Autonomy with regard to an Attribute
Autonomy is a typical example of what we have called a quality. Indeed, autonomy characteristics seem difficult to be synthesized with only one theory or model. In fact, reducing autonomy to a single model removes the essence of this property. This is why many types of autonomy were proposed by researchers in the Artificial Intelligence area such as the organic autonomy of biological inspiration (Varela), social autonomy based on the power relationships between agents (Castelfranchi, Scerri) or the decisional autonomy founded on the choice of the agent (Barber, Vendryès).
The autonomy with regard to an attribute is a model of decisional autonomy. It is stated in the following way: an agent is autonomous with regard to an attribute A if it can choose in a nondeterministic way a policy of use P among several and if it can change it during its execution time.
An attribute corresponds to a simple and non ambiguous property of an agent like mobility. A policy of use means in our context a succession of actions which carries out a particular and well identified functioning mode related to an attribute. For the mobility attribute, two examples of migration policies are the navigation according to a route (the site of arrival is different from the starting site) and the circular navigation (the site of arrival is the starting site).
Two elements characterize autonomy with regard to an attribute:
- A set of operating modes of this attribute called use policies.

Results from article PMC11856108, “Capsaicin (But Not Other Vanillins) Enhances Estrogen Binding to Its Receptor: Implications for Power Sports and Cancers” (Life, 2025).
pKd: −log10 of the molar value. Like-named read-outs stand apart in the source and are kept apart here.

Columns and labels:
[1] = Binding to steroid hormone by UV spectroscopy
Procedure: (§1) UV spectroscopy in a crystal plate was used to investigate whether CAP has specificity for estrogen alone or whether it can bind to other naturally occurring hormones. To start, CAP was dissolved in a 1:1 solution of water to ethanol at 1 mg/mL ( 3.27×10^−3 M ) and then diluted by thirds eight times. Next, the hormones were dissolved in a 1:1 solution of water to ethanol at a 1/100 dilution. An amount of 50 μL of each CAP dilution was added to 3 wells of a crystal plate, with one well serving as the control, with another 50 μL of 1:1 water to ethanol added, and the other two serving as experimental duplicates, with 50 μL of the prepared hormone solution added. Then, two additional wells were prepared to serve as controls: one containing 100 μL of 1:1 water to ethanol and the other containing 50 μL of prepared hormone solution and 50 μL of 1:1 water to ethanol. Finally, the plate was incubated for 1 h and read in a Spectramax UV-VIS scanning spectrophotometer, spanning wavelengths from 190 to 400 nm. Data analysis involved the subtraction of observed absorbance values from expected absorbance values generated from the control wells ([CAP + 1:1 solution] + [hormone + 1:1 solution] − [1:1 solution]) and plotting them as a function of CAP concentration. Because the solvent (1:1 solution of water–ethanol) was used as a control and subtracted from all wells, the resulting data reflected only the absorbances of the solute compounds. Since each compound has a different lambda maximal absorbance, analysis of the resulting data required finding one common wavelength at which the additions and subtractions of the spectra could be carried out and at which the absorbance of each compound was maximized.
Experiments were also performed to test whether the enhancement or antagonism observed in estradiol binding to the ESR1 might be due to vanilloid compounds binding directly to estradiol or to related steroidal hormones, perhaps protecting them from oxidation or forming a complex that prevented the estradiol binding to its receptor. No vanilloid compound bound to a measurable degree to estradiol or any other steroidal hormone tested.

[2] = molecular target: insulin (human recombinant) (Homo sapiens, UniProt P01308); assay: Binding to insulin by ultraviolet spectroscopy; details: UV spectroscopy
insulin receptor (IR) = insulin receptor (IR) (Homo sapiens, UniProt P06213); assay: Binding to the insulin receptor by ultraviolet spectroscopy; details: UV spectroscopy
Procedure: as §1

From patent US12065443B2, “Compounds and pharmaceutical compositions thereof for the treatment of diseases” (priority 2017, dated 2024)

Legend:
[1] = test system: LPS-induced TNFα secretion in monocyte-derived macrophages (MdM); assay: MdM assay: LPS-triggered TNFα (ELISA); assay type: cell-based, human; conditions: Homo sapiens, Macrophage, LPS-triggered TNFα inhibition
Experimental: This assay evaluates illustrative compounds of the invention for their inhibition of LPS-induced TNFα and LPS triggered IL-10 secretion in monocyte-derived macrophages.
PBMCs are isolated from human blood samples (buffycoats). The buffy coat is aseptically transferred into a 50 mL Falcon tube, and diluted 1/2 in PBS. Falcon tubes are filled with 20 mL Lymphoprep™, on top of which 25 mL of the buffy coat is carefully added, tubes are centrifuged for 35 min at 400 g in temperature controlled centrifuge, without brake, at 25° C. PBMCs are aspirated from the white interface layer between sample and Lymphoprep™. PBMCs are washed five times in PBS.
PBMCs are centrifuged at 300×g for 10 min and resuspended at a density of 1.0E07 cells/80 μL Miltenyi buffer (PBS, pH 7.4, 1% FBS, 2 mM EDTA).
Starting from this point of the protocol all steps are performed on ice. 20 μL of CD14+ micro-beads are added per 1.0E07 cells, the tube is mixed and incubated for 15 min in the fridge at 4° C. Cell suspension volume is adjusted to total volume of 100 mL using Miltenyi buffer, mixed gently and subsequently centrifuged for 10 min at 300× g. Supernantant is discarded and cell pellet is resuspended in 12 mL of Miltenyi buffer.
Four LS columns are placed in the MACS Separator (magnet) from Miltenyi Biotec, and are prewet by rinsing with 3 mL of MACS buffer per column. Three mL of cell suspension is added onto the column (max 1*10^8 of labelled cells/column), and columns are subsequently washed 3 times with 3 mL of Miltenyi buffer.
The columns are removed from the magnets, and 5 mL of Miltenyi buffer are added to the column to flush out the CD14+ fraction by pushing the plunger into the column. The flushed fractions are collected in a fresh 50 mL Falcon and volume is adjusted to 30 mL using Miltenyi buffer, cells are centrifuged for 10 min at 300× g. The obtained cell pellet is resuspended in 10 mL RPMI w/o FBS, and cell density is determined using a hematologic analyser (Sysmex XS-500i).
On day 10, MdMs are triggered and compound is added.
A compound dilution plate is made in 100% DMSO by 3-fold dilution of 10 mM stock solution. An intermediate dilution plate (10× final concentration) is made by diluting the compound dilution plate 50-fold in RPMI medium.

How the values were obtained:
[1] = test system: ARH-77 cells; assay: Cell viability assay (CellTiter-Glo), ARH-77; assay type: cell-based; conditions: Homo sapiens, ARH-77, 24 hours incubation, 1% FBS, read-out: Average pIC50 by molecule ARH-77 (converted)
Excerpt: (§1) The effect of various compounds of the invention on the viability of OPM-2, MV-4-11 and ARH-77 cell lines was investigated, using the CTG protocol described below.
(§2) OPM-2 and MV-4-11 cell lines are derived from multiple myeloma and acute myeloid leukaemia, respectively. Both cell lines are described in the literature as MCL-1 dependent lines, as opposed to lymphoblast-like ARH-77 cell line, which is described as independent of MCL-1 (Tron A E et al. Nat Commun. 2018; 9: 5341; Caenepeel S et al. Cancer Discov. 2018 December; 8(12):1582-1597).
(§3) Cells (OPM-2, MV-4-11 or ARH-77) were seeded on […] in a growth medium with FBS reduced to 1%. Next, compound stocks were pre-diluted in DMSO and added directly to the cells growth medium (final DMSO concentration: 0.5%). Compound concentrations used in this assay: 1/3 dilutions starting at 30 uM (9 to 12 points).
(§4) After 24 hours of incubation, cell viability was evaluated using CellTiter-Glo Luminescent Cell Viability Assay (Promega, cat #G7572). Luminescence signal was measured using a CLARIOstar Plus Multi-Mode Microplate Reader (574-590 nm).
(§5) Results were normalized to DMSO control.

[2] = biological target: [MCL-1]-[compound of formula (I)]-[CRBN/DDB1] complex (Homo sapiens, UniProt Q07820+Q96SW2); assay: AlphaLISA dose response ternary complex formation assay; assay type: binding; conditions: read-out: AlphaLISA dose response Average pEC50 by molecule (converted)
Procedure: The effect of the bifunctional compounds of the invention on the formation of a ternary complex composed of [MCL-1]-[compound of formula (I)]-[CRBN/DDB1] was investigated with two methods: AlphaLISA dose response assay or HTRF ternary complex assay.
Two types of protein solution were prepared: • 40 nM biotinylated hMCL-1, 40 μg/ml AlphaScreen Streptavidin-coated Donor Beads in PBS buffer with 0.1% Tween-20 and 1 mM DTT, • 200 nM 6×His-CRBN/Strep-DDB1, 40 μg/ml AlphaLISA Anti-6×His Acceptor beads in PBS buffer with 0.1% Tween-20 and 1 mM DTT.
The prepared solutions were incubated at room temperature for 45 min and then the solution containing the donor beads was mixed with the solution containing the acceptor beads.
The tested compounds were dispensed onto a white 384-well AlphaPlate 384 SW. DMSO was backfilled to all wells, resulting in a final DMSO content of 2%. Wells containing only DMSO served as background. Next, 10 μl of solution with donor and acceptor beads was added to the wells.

- A two-component choice module.
The module of choice splits up into two parts: a deterministic component and a nondeterministic component.
The deterministic part of the choice module is provided with N functioning policies Pi (1<=i<=N, N>1).
With the mobility example, migration policies could be the ones previously presented.
The nondeterministic part includes an additional policy P0 corresponding to the empty policy. When this one is elected, no policy is triggered by the agent. It models the situation where, although the choice module of an attribute A was activated, no policy of A is started: there is an inhibition of the policy resulting from the deterministic choice.
It is to be noticed that after the activation of the nondeterministic part of the choice module, the policy Pj (0<=j<=N) finally elected and executed can be different from the policy Pi previously selected by the deterministic component.
Each part of the choice module has its own utility. The presence of the deterministic module of choice provides the agent with a
coherent behaviour (rational choice) directed by the conditions of inputs. The nondeterministic module of choice ensures the agent
the decoupling between its freedom (autonomy) and its control (command). It protects the agent from
all recurring forms of explicit or implicit command.
If the agent included only the deterministic choice, it would be a simple program. If the nondeterministic choice were only present, the agent would be condemned to a chaotic functioning.
By the combination of the two components of the choice module, the autonomy with regard to an attribute combines rationality and non determinism.
The last condition for the agent to be autonomous with regard to an attribute is that its internal functioning enables it to activate the choice module more than once. Indeed, if in its lifespan the agent chose a use policy of an attribute and then stopped, it could not be considered as autonomous with regard to this attribute.
Tested within the framework of distributed applications using mobile agents, this model of autonomy seems also appropriate to other fields of research such as the design of synthetic personalities or autonomic systems.